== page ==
04 April, 2018
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Even though my own GAMSAT was now just over eight years ago, I still distinctly remember the immediate aftermath of completing that tumultuous test (as well as recall the actual exam itself in horror). The few friends I knew who were sitting the GAMSAT were very eager to throw off the overwhelming shackles that had burdened them for the last number of months, and dive into an abyss of partying and forgetting, at least for the night following the test! And I vividly recall the unbridled joy that was affectionately released by all attendees of the ‘End of the GAMSAT’ party I attended – the relief, happiness, and mild anxiety that was inundating all attendees was palpable in the many hours of celebration to come.
However, once the immediate celebrations die down, and the realization of the enormity of what you just sat dawns on you, what is there to do? The significance of the test itself is quite enormous to those who go through it, as the opportunities GAMSAT presents are life-changing. And with this kind of enormity in mind, the thousands of students who have just given their all to this single day, which took months of preparation, now must grapple with how their lives may change when the results eventually come out… in the absolute emptiness of anticipation. There is no mistaking it, these months of waiting for results can be absolutely agonizing. As students rack their brains for how they answered the various MCQs within the GAMSAT, when they compare essays they wrote with that of their friends, and lament over the many questions they had to guess due to a lack of time, the anxiety will keep building.
This anxious anticipation will surely destroy you - If you let it. Results aren’t due until the end of May, which in itself will be a life-changing experience (I clearly recall that day), but you can’t lament and dwell on this future event until the fateful day. Your mind won’t stand the cruelty of dwelling on what you can’t change, and what inevitably will happen (i.e. receiving a result).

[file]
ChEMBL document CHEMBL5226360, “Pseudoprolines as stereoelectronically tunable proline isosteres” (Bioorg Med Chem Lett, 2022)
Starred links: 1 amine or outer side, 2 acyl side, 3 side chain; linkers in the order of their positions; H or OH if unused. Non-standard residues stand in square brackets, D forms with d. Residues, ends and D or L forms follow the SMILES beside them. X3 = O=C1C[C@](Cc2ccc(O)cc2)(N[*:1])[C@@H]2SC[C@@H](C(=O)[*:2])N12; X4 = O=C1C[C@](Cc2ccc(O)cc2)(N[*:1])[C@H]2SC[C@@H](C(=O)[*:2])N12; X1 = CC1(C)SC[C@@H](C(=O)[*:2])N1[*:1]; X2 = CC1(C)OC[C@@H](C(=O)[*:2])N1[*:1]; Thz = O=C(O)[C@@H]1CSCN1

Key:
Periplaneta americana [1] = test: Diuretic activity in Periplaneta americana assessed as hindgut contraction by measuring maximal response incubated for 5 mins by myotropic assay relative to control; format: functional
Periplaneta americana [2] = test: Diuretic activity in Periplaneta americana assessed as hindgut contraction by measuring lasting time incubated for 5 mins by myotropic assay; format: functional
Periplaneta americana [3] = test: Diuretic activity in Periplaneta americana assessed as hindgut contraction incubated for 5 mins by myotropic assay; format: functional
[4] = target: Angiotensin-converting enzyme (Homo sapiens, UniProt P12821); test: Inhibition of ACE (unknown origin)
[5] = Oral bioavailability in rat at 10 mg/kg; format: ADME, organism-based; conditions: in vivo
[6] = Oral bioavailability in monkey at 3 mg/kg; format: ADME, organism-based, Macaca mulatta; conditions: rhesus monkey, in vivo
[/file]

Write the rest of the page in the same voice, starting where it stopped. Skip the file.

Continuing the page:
As such, my humble and simple recommendation is to forget about it! And in forgetting about it, replace the time of lamenting with a time of productivity where your mind will be kept engaged and stimulated, away from the depths of despair that was the GAMSAT.
There are a few options one could potentially take in this time, keeping busy working/studying/playing or preparing yourself for the medical school interview, and I will spend a bit more time discussing the latter. However, with a caveat that you should try to ensure your life goes back to some kind of normality before you even think about medicine again – reconnect with friends you’ve been ignoring, ensure you get back to healthy habits in your diet and exercise and read some good books. Once you’re prepared to think about the medical school application process again, try to have a think as to what your application might be missing – such as research, volunteering, and community experiences.
Volunteering and research experiences are ones that will not only be valuable for your medical school application but will be inherently valuable once you are in medical school and even when you are a doctor! You will find that any and all Royal College applications specializing will require you to have a significant amount of research experience, and so it is best to get in early. Another point is that getting into your specialization of choice will no doubt require you to know ‘the right people’, and volunteering experiences within a field of interest can definitely help you here. Start having a look around at universities, hospitals, community centres and so forth for ways in which you could use your time to help the community, add to research, and grow the desirability of your medical school application. If you want to look at your options & where you could potentially study, PostgradAustralia is a great platform that allows you to explore, compare, and apply for different medical specialties around Australia.
Sitting the GAMSAT® Exam is an achievement in itself. Be proud that you have committed this far to the process because the fear of failure scares a lot of people off. Let yourself feel the relief and after a very much needed to debrief with your loved ones, stash the anxiety away until that special day in late May comes. Regardless of what the outcome is, you will learn from the process, and it will bring you a step closer to your medical dream.